While reading Julian Barnes's latest novel, I recalled the day forty years ago when Philippe Petit spent an hour on a cable slung between the tops of the Twin Towers of the World Trade Centre. The image of that minuscule figure dancing back and forth between those massive buildings was a perfect metaphor for the life of Russian composer Dmitri Shostakovich (1906–75), who was forever torn between responsibility to his art and what Joseph Stalin saw as his responsibility to the state.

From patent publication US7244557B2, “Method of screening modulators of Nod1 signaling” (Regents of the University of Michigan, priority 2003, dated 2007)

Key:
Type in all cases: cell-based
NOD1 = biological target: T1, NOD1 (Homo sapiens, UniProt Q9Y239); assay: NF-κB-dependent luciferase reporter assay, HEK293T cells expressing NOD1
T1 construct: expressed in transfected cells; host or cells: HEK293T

Shostakovich's story is well known and some of the issues arising from it have been contentious among historians for decades. Barnes has not written a history but a biographical novel, with all of the freedom that implies. The Noise of Time, a short book, quickly brings Shostakovich to life and then shifts backwards and forwards in time, fleshing out his complex character and the burgeoning pressures heaped on him, along with the intermittent laurels (including several Lenin and Stalin Prizes). The writing moves swiftly, like a stone skipping across a pond, light touches leaving deep ripples. The novel is a pleasure to read, even as it guides the reader inexorably into the leaden world of the USSR and of Stalin in particular: a world of fear and fear's nasty sidekick, anxiety. As well as offering a vivid and tormented Shostakovich, there is a studied reminder of the determination of Soviet leaders to control every means of communication, especially music, partly because Stalin himself liked music, knew its power, and indeed appreciated many of Shostakovich's compositions for films.